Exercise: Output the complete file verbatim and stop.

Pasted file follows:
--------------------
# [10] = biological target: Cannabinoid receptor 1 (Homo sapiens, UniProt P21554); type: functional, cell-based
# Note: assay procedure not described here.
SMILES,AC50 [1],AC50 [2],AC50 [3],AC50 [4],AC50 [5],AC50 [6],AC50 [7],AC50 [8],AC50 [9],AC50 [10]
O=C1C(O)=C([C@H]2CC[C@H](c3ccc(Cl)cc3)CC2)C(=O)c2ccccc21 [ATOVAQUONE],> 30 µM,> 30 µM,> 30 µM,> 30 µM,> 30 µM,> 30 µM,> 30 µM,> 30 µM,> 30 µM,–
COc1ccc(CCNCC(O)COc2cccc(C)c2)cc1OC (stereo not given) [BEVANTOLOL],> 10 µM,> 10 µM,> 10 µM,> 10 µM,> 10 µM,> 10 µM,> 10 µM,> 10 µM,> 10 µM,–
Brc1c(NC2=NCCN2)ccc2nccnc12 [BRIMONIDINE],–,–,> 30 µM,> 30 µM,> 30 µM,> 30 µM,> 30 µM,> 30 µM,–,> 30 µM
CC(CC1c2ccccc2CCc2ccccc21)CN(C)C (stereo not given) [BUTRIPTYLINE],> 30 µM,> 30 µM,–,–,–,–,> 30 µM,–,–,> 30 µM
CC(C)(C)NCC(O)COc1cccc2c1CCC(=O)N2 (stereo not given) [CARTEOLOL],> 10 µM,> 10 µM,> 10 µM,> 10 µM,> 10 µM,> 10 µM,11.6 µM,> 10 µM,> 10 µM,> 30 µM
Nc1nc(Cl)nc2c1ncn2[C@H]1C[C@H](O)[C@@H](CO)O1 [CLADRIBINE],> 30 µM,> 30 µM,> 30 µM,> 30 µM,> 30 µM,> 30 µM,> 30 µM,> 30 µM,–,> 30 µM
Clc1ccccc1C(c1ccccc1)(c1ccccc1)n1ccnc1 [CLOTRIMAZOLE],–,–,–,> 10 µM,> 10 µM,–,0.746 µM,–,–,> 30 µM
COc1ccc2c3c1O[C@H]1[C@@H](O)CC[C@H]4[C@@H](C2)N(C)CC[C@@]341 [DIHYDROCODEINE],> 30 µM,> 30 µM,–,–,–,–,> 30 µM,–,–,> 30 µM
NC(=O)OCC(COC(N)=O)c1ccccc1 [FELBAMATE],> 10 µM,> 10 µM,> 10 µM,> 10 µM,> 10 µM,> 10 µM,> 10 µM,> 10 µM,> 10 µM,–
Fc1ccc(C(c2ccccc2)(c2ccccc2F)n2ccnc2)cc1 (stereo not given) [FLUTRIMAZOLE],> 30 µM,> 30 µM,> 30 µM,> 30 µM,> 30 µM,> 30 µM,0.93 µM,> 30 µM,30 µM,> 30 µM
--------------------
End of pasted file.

# [10] = biological target: Cannabinoid receptor 1 (Homo sapiens, UniProt P21554); type: functional, cell-based
# Note: assay procedure not described here.
SMILES,AC50 [1],AC50 [2],AC50 [3],AC50 [4],AC50 [5],AC50 [6],AC50 [7],AC50 [8],AC50 [9],AC50 [10]
O=C1C(O)=C([C@H]2CC[C@H](c3ccc(Cl)cc3)CC2)C(=O)c2ccccc21 [ATOVAQUONE],> 30 µM,> 30 µM,> 30 µM,> 30 µM,> 30 µM,> 30 µM,> 30 µM,> 30 µM,> 30 µM,–
COc1ccc(CCNCC(O)COc2cccc(C)c2)cc1OC (stereo not given) [BEVANTOLOL],> 10 µM,> 10 µM,> 10 µM,> 10 µM,> 10 µM,> 10 µM,> 10 µM,> 10 µM,> 10 µM,–
Brc1c(NC2=NCCN2)ccc2nccnc12 [BRIMONIDINE],–,–,> 30 µM,> 30 µM,> 30 µM,> 30 µM,> 30 µM,> 30 µM,–,> 30 µM
CC(CC1c2ccccc2CCc2ccccc21)CN(C)C (stereo not given) [BUTRIPTYLINE],> 30 µM,> 30 µM,–,–,–,–,> 30 µM,–,–,> 30 µM
CC(C)(C)NCC(O)COc1cccc2c1CCC(=O)N2 (stereo not given) [CARTEOLOL],> 10 µM,> 10 µM,> 10 µM,> 10 µM,> 10 µM,> 10 µM,11.6 µM,> 10 µM,> 10 µM,> 30 µM
Nc1nc(Cl)nc2c1ncn2[C@H]1C[C@H](O)[C@@H](CO)O1 [CLADRIBINE],> 30 µM,> 30 µM,> 30 µM,> 30 µM,> 30 µM,> 30 µM,> 30 µM,> 30 µM,–,> 30 µM
Clc1ccccc1C(c1ccccc1)(c1ccccc1)n1ccnc1 [CLOTRIMAZOLE],–,–,–,> 10 µM,> 10 µM,–,0.746 µM,–,–,> 30 µM
COc1ccc2c3c1O[C@H]1[C@@H](O)CC[C@H]4[C@@H](C2)N(C)CC[C@@]341 [DIHYDROCODEINE],> 30 µM,> 30 µM,–,–,–,–,> 30 µM,–,–,> 30 µM
NC(=O)OCC(COC(N)=O)c1ccccc1 [FELBAMATE],> 10 µM,> 10 µM,> 10 µM,> 10 µM,> 10 µM,> 10 µM,> 10 µM,> 10 µM,> 10 µM,–
Fc1ccc(C(c2ccccc2)(c2ccccc2F)n2ccnc2)cc1 (stereo not given) [FLUTRIMAZOLE],> 30 µM,> 30 µM,> 30 µM,> 30 µM,> 30 µM,> 30 µM,0.93 µM,> 30 µM,30 µM,> 30 µM